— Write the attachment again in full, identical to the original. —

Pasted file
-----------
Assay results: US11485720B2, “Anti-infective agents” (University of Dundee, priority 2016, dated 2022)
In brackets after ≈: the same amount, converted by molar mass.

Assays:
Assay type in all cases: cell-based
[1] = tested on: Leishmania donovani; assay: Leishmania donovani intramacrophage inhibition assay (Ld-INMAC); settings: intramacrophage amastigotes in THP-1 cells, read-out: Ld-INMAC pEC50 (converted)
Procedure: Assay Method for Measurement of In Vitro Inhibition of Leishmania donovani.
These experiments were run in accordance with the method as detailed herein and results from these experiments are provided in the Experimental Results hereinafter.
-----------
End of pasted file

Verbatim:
Assay results: US11485720B2, “Anti-infective agents” (University of Dundee, priority 2016, dated 2022)
In brackets after ≈: the same amount, converted by molar mass.

Assays:
Assay type in all cases: cell-based
[1] = tested on: Leishmania donovani; assay: Leishmania donovani intramacrophage inhibition assay (Ld-INMAC); settings: intramacrophage amastigotes in THP-1 cells, read-out: Ld-INMAC pEC50 (converted)
Procedure: Assay Method for Measurement of In Vitro Inhibition of Leishmania donovani.
These experiments were run in accordance with the method as detailed herein and results from these experiments are provided in the Experimental Results hereinafter.